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This important survey of sixteenth-century Italian painting following Raphael’s death in 1520 treats one of the most popular and stimulating periods for recent art historical enquiry. Authoritative and provocative, the author shows a close awareness of previous art historical scholarship and incorporates the latest research into a text covering art from the Sistine Chapel ceiling to the Farnese Gallery. This type of survey of Italian painting, while remaining consistently popular in Italy, is particularly needed for an English readership as nothing has been attempted on this scale for the Renaissance since the 1960s.
The book originated in the classroom, as evidenced by its clear structure and direct prose. There is a tendency to concentrate on individual artists, but the larger developments remain always in view. It is an effort that students can perhaps judge better than other scholars, and certainly much of its value rests in the accessibility of the writing and abundant illustrations totaling about two hundred, including a number of general views, particularly to be commended. Equally praiseworthy is the author’s willingness to interlace prints and drawings with the more familiar paintings, as students need constant reminders that such objects are critical visual documents for understanding the art of any period.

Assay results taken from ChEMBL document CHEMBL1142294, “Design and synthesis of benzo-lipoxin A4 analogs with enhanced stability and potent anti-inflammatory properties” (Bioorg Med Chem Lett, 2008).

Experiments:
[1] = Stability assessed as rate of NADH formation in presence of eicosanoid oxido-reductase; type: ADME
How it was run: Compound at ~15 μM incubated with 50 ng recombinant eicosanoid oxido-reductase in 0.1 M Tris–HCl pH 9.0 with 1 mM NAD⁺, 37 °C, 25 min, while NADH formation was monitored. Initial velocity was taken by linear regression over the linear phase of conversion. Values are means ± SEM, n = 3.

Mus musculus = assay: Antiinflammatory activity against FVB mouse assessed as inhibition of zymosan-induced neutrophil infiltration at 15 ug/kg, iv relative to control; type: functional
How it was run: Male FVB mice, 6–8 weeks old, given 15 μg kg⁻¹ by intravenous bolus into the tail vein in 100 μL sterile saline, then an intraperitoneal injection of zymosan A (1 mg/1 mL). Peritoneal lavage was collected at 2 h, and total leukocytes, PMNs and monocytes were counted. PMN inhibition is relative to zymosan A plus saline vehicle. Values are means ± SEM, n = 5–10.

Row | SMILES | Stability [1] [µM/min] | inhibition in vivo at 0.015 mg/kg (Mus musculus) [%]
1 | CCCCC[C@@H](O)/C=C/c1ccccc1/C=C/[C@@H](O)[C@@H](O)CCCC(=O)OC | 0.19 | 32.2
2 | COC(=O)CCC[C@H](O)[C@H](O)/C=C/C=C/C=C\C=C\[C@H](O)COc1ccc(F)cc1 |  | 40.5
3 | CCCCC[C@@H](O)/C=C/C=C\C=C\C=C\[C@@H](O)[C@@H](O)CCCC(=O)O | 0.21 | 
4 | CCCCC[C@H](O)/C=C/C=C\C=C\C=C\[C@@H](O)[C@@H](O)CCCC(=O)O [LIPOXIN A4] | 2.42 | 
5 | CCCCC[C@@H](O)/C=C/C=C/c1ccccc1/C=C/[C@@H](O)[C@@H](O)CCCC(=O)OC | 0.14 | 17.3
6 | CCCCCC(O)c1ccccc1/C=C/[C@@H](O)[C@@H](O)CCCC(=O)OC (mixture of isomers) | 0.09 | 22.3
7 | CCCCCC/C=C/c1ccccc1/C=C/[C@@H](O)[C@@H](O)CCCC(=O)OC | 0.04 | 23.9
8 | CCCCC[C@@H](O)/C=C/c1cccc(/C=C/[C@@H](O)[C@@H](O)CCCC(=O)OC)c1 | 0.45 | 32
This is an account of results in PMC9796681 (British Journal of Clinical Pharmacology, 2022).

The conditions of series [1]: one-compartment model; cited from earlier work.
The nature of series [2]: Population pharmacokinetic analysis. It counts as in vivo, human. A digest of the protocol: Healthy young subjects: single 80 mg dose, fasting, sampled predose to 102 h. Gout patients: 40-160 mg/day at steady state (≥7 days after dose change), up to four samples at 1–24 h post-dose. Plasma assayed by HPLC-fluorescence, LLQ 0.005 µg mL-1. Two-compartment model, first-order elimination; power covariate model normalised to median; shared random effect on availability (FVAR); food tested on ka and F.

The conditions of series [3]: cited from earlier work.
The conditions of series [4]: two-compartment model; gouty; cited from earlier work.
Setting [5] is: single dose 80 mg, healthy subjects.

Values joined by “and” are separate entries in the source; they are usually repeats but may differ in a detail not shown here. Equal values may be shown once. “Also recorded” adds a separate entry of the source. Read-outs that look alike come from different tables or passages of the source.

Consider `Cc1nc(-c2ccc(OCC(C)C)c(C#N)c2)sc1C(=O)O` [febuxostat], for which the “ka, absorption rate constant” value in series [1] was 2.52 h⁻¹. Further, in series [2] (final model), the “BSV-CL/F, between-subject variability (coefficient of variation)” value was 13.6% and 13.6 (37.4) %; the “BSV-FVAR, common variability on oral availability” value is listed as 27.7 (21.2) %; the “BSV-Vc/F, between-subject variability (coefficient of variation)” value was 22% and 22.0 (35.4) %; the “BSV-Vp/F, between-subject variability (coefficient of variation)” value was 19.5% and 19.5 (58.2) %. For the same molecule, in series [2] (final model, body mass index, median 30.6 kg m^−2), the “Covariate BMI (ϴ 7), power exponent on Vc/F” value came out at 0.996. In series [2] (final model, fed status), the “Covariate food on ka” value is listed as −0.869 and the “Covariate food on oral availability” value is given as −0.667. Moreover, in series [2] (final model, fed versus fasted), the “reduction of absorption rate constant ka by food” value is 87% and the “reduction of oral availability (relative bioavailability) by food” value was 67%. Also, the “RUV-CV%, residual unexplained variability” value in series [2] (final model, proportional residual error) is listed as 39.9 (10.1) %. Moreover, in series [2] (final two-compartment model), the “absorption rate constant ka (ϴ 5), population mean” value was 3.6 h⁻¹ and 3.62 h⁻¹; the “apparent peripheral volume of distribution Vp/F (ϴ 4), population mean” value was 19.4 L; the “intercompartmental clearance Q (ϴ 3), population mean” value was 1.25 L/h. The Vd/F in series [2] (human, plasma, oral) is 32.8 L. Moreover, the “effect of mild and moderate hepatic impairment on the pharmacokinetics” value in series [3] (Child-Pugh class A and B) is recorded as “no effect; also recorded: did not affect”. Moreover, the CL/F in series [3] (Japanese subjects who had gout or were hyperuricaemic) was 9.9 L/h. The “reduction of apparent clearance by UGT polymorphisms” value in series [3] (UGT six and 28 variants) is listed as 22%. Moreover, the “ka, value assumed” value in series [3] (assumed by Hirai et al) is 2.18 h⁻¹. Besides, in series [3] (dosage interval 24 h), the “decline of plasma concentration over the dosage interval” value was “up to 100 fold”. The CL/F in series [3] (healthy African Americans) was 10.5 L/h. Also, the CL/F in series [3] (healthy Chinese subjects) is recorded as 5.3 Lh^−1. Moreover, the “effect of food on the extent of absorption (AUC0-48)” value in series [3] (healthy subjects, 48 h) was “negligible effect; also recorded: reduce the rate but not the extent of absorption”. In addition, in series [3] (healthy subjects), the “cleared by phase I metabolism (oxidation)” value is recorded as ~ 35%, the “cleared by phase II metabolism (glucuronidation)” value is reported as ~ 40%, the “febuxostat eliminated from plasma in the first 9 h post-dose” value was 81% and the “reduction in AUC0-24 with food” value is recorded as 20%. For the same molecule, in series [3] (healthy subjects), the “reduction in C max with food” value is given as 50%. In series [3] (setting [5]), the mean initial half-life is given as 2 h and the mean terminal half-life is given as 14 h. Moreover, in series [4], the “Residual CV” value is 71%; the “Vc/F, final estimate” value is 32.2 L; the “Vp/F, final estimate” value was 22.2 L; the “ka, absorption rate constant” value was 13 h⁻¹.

The concentration of the book is on Rome and Florence, while avoiding Venice and Naples (and areas further south). In tracing the diaspora of Raphael’s style from central Italy, the author treats Perino del Vaga in Genoa and Giulio Romano in Mantua, but not Polidoro da Caravaggio after the Sack of Rome of 1527, when he headed south. Although there were significant public examples of Raphael’s work there, perhaps the author did not wish to explore the quite amazing style of a Raphael follower who appears, in southern Italy, to have rejected the lessons learned from his master. The text is divided into seven lengthy chapters moving roughly in chronological order, though some difficulties arise, such as the presentation of the art of Florence under Duke Cosimo de’ Medici following the Counter-Reformation in Rome.